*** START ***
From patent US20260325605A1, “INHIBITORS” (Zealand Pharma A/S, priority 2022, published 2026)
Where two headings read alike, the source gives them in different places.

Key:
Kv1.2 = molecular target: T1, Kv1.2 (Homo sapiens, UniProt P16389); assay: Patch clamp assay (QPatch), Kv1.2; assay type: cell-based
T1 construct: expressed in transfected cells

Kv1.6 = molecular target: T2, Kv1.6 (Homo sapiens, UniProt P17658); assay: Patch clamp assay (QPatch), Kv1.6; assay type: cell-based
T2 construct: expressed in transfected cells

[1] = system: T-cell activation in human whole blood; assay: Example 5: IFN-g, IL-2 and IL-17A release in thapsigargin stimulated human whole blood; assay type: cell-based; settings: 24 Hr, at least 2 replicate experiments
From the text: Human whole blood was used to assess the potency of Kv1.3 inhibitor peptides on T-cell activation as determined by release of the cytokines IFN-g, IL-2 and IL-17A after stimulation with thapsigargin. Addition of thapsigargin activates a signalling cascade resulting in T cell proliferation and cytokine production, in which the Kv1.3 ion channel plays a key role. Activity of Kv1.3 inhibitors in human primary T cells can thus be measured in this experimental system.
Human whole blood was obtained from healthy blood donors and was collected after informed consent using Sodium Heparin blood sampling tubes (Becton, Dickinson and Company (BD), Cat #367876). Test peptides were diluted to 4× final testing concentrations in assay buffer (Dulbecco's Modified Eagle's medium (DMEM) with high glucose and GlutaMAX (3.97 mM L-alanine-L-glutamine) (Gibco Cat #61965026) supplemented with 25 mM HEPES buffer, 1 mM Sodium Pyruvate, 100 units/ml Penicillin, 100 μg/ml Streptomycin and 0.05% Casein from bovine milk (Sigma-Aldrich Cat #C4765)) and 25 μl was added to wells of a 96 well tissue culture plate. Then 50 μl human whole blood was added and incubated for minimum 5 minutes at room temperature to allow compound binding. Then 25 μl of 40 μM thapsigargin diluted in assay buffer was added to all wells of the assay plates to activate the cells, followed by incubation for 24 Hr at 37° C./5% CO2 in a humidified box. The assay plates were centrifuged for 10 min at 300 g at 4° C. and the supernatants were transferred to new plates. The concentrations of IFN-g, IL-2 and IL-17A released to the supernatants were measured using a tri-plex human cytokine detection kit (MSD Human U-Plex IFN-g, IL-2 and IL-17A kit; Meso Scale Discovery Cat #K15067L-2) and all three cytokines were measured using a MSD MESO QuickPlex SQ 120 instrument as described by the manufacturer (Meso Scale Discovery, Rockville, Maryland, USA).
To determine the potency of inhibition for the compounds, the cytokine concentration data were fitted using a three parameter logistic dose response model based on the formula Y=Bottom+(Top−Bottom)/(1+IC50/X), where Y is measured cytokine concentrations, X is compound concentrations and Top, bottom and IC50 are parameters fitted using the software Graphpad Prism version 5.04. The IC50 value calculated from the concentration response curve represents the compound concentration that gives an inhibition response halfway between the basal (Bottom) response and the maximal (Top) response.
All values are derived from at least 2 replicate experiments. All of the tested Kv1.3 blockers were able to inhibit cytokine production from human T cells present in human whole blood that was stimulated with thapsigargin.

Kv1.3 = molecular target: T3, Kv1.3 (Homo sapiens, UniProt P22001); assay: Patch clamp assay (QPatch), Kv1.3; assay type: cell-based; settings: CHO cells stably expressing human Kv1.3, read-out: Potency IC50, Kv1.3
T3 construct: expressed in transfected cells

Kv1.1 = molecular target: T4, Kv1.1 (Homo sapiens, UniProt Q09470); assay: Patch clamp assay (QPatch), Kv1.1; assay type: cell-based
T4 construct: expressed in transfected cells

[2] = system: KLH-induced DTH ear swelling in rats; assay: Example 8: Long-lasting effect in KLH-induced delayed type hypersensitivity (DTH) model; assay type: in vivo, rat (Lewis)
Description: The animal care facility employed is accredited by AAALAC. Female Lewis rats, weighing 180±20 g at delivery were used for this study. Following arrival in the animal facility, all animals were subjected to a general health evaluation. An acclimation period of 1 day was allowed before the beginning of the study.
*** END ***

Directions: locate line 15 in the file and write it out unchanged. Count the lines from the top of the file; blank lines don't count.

Kv1.1 = molecular target: T4, Kv1.1 (Homo sapiens, UniProt Q09470); assay: Patch clamp assay (QPatch), Kv1.1; assay type: cell-based